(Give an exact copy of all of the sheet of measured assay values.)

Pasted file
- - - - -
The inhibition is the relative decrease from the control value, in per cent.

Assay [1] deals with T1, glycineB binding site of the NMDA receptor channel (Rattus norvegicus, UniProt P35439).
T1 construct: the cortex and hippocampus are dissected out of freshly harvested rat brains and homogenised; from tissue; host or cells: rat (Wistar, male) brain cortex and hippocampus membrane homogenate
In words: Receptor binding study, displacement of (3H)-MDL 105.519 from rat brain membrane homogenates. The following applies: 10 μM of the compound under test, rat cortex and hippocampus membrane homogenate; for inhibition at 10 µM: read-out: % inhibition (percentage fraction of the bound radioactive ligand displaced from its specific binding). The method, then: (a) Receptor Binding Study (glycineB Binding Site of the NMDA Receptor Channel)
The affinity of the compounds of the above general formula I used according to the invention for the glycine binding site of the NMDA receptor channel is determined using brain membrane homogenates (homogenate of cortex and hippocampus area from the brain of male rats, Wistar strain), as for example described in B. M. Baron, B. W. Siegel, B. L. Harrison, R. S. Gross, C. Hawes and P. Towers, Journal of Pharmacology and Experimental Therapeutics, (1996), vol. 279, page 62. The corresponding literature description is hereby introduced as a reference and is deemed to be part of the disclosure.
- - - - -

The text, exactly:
The inhibition is the relative decrease from the control value, in per cent.

Assay [1] deals with T1, glycineB binding site of the NMDA receptor channel (Rattus norvegicus, UniProt P35439).
T1 construct: the cortex and hippocampus are dissected out of freshly harvested rat brains and homogenised; from tissue; host or cells: rat (Wistar, male) brain cortex and hippocampus membrane homogenate
In words: Receptor binding study, displacement of (3H)-MDL 105.519 from rat brain membrane homogenates. The following applies: 10 μM of the compound under test, rat cortex and hippocampus membrane homogenate; for inhibition at 10 µM: read-out: % inhibition (percentage fraction of the bound radioactive ligand displaced from its specific binding). The method, then: (a) Receptor Binding Study (glycineB Binding Site of the NMDA Receptor Channel)
The affinity of the compounds of the above general formula I used according to the invention for the glycine binding site of the NMDA receptor channel is determined using brain membrane homogenates (homogenate of cortex and hippocampus area from the brain of male rats, Wistar strain), as for example described in B. M. Baron, B. W. Siegel, B. L. Harrison, R. S. Gross, C. Hawes and P. Towers, Journal of Pharmacology and Experimental Therapeutics, (1996), vol. 279, page 62. The corresponding literature description is hereby introduced as a reference and is deemed to be part of the disclosure.